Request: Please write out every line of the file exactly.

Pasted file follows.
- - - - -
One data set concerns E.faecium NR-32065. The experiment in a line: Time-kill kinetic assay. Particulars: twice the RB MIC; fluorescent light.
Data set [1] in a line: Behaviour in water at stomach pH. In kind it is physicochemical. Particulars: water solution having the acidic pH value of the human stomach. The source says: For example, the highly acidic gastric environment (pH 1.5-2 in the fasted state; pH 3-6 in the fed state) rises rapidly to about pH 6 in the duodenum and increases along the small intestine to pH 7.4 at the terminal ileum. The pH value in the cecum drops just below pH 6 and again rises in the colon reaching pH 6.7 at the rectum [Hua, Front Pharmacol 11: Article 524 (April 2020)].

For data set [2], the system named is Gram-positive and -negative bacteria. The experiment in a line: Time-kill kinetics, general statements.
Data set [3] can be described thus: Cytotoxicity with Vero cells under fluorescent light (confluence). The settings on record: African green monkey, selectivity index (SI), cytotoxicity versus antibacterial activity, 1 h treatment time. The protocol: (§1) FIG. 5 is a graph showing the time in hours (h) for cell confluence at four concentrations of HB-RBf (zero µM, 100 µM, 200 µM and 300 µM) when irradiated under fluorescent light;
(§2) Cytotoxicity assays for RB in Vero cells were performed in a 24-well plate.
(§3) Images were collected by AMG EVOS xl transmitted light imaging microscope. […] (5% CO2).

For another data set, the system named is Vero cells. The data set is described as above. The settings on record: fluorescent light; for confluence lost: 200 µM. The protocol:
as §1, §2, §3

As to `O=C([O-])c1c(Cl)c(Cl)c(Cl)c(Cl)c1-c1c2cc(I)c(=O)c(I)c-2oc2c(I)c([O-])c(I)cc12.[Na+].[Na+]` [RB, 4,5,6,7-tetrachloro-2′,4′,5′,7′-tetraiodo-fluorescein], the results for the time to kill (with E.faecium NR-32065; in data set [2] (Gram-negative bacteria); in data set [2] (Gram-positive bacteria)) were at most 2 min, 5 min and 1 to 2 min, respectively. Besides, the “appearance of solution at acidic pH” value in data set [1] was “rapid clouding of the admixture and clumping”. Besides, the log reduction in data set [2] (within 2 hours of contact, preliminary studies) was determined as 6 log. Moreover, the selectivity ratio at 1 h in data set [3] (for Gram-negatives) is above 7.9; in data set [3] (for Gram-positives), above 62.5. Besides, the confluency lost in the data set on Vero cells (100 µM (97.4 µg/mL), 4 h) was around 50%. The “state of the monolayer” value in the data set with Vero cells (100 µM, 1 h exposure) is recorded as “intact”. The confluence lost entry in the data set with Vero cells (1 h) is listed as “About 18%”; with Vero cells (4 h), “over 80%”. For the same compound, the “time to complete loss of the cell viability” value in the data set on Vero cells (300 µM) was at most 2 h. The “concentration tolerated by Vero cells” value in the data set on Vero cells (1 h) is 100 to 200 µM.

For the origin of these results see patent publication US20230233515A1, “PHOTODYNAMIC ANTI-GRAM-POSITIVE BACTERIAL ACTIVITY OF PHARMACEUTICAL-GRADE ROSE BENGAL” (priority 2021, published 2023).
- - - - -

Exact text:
One data set concerns E.faecium NR-32065. The experiment in a line: Time-kill kinetic assay. Particulars: twice the RB MIC; fluorescent light.
Data set [1] in a line: Behaviour in water at stomach pH. In kind it is physicochemical. Particulars: water solution having the acidic pH value of the human stomach. The source says: For example, the highly acidic gastric environment (pH 1.5-2 in the fasted state; pH 3-6 in the fed state) rises rapidly to about pH 6 in the duodenum and increases along the small intestine to pH 7.4 at the terminal ileum. The pH value in the cecum drops just below pH 6 and again rises in the colon reaching pH 6.7 at the rectum [Hua, Front Pharmacol 11: Article 524 (April 2020)].

For data set [2], the system named is Gram-positive and -negative bacteria. The experiment in a line: Time-kill kinetics, general statements.
Data set [3] can be described thus: Cytotoxicity with Vero cells under fluorescent light (confluence). The settings on record: African green monkey, selectivity index (SI), cytotoxicity versus antibacterial activity, 1 h treatment time. The protocol: (§1) FIG. 5 is a graph showing the time in hours (h) for cell confluence at four concentrations of HB-RBf (zero µM, 100 µM, 200 µM and 300 µM) when irradiated under fluorescent light;
(§2) Cytotoxicity assays for RB in Vero cells were performed in a 24-well plate.
(§3) Images were collected by AMG EVOS xl transmitted light imaging microscope. […] (5% CO2).

For another data set, the system named is Vero cells. The data set is described as above. The settings on record: fluorescent light; for confluence lost: 200 µM. The protocol:
as §1, §2, §3

As to `O=C([O-])c1c(Cl)c(Cl)c(Cl)c(Cl)c1-c1c2cc(I)c(=O)c(I)c-2oc2c(I)c([O-])c(I)cc12.[Na+].[Na+]` [RB, 4,5,6,7-tetrachloro-2′,4′,5′,7′-tetraiodo-fluorescein], the results for the time to kill (with E.faecium NR-32065; in data set [2] (Gram-negative bacteria); in data set [2] (Gram-positive bacteria)) were at most 2 min, 5 min and 1 to 2 min, respectively. Besides, the “appearance of solution at acidic pH” value in data set [1] was “rapid clouding of the admixture and clumping”. Besides, the log reduction in data set [2] (within 2 hours of contact, preliminary studies) was determined as 6 log. Moreover, the selectivity ratio at 1 h in data set [3] (for Gram-negatives) is above 7.9; in data set [3] (for Gram-positives), above 62.5. Besides, the confluency lost in the data set on Vero cells (100 µM (97.4 µg/mL), 4 h) was around 50%. The “state of the monolayer” value in the data set with Vero cells (100 µM, 1 h exposure) is recorded as “intact”. The confluence lost entry in the data set with Vero cells (1 h) is listed as “About 18%”; with Vero cells (4 h), “over 80%”. For the same compound, the “time to complete loss of the cell viability” value in the data set on Vero cells (300 µM) was at most 2 h. The “concentration tolerated by Vero cells” value in the data set on Vero cells (1 h) is 100 to 200 µM.

For the origin of these results see patent publication US20230233515A1, “PHOTODYNAMIC ANTI-GRAM-POSITIVE BACTERIAL ACTIVITY OF PHARMACEUTICAL-GRADE ROSE BENGAL” (priority 2021, published 2023).